|Brisbin is a senior ecologist on the sprawling Savannah
River Site, a huge nuclear reservation carved out of the local farmland
in the 195os by the federal government, which built reactors there for
the defense program. The reactors are shut down now, and the Savannah
site-3io square miles of mostly forest and wetlands-is a National Environmental
Research Park. Fenced off with barbed wire and closed to the
public, it is a fertile haven for wildlife despite some areas
with residual radioactivity.
Brisbin, a trim man in his late
50s with bottomless energy, is a polymath with professional interests that
range from alligators and box turtles to wood storks and furbearers.
His graduate work on the bioenergetics of reptiles and birds first led
him to study red junglefowl, the ancestors of modern chickens. And
that sparked a curiosity about the process of domestication in animals,
which in turn meshed neatly with his lifelong passion for dogs and dog
And that led him,
eventually, to Horace and Marion. Horace was a stray, white with brown
markings, found wandering in the late '70s on the boundary of the Savannah
River Site. There wasn't anything terribly special about him- he
seemed just a typical rural mutt of the sort you'd find chained to back
porches and doghouses from the Carolinas to Texas. Brisbin, whose
specialty at the time was training American Staffordshire terriers and
bloodhounds, added Horace to his kennel of show dogs, and for several years
didn't spare him much more thought.
Which is a little
odd, because Brisbin was beginning to think about feral dogs. Early
in his research on domestication, he became fascinated by the origins of
truly wild dogs, like the dingo in Australia (P- 54), a honey-gold dog
believed to have come to the island continent with humans about 4,000 years
ago. He wondered whether
Little Sister (top), a
alpha female of a captive
Carolina dog pack, rears
over tall grass to spot
before being joined by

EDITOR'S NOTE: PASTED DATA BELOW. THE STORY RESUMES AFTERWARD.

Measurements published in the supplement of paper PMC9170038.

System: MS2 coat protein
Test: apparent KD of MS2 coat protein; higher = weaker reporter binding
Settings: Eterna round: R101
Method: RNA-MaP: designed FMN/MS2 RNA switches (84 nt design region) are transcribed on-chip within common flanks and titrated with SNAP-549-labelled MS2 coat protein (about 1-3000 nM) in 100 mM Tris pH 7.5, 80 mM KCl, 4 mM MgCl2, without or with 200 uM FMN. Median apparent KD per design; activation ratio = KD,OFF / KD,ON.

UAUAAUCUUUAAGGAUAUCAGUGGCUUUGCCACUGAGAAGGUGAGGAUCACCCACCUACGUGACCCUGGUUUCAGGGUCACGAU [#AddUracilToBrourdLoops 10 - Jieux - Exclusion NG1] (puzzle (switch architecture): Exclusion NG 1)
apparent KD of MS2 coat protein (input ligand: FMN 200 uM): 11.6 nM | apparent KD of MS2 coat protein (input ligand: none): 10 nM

Sam (below, in the background)
during a hunt.
|the dogs that came to North America with humans
might have been similar to dingoes, and he studied the archaeological and
anthropological evidence. And he spent his spare time learning about
the so-called pariah dogs of the Old World, which share traits with dingoes.
In many corners of Europe, Asia and
Africa, on the margins of human civilization, there are dogs lurking in
the shadows-not pampered house pets, but untamed, often malnour ished animals
scavenging for scraps and garbage, avoiding people, surviving on the edge
between wild and tame. Regardless of the setting-Afghanistan, Korea,
Malaysia, the Papua New Guinea highlands-they frequently share common attributes:
shorthaired coats that may be multi-colored but are often ginger, curled
tails, erect ears and foxlike faces. In India these animals are called
pariahs, after the low-ranking social caste, and that name has come to
be applied to such populations elsewhere. In fact,
Brisbin has defined a "pariah niche,"
a pervasive canine lifestyle that revolves around scavenging garbage near
human settlements. One winter day several years after Horace arrived,
Brisbin had him out f'or a run with his other, pedigreed dogs. That
day, for some reason, Brisbin looked beyond Horace's piebald coat to his
shape and proportions, and it struck him that the dog looked just like
a dingo, like the pariahs halfway around the world. "At that moment
everything just fell into place," he says now, 20years later.
Brisbin realized that he'd been seeing
dogs that looked like dingoes for years, roaming the woods of the Savannah
River Site, often turning up in the traps he'd set as part of his regular
forbearer surveys. On a hunch, he drove that day to an animal shelter
just to see if they had more of these dingo-like dogs.